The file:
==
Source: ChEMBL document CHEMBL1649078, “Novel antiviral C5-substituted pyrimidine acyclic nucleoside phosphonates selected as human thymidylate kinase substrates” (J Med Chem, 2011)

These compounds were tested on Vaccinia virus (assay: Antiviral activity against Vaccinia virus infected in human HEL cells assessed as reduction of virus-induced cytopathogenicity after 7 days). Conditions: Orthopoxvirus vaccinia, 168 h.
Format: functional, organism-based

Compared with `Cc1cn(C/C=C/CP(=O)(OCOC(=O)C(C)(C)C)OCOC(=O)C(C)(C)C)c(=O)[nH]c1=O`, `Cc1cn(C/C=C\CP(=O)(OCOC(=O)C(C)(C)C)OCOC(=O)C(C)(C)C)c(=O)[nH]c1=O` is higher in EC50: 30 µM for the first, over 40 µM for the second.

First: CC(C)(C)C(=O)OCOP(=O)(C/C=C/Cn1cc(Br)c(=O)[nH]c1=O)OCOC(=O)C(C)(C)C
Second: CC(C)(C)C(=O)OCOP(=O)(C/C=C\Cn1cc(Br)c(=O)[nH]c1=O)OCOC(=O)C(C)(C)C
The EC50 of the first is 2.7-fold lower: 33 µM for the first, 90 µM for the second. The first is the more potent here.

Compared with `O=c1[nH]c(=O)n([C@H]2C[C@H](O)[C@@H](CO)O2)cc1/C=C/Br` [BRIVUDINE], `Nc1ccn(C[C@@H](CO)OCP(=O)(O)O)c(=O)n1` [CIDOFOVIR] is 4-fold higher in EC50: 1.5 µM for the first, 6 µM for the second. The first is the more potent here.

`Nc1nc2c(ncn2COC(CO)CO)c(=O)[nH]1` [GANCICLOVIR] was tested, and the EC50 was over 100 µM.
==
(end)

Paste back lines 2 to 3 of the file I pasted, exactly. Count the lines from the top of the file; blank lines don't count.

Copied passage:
These compounds were tested on Vaccinia virus (assay: Antiviral activity against Vaccinia virus infected in human HEL cells assessed as reduction of virus-induced cytopathogenicity after 7 days). Conditions: Orthopoxvirus vaccinia, 168 h.
Format: functional, organism-based